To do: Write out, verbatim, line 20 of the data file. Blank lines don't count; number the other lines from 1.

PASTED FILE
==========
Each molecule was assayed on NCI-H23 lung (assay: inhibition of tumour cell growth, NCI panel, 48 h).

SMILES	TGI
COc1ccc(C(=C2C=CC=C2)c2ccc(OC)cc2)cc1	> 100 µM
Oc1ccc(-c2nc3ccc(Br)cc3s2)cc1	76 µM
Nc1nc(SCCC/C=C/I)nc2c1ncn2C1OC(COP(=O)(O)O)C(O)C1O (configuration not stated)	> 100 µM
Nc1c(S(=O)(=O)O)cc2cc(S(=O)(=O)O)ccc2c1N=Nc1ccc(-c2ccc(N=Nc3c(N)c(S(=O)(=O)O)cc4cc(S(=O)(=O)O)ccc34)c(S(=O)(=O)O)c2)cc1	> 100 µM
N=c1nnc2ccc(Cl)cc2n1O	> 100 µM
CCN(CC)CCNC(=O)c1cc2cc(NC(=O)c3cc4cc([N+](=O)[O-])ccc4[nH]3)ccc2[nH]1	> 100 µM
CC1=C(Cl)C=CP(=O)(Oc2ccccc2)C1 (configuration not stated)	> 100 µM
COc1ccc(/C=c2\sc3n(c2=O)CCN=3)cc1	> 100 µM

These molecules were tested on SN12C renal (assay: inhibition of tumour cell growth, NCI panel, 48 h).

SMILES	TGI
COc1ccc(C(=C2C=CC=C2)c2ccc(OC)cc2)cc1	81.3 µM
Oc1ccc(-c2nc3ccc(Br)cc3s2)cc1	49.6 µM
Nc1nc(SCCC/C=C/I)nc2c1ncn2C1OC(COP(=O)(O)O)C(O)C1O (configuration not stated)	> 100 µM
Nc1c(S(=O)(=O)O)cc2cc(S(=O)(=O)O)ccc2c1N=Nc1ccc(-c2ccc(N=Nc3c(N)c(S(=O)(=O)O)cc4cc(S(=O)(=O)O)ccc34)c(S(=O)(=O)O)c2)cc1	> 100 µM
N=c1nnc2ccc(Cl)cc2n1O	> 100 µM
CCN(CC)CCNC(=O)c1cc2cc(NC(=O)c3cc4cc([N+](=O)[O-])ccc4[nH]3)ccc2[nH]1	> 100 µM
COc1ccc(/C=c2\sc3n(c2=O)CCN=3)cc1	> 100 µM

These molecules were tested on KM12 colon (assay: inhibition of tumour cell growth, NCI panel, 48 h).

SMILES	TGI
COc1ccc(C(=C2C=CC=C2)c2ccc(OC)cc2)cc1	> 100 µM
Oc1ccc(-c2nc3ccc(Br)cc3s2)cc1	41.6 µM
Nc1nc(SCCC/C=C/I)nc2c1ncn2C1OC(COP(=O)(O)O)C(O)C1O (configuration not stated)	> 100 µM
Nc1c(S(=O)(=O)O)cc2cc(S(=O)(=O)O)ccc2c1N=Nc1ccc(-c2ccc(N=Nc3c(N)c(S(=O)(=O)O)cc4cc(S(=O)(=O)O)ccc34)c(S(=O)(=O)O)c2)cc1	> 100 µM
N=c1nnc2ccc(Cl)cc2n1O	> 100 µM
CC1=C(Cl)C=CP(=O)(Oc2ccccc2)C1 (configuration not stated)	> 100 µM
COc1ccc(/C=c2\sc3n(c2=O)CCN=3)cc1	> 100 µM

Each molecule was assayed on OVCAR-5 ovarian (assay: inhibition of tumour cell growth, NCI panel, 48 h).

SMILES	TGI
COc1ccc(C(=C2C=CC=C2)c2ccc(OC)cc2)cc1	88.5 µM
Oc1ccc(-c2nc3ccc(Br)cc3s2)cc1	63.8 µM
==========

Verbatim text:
These molecules were tested on KM12 colon (assay: inhibition of tumour cell growth, NCI panel, 48 h).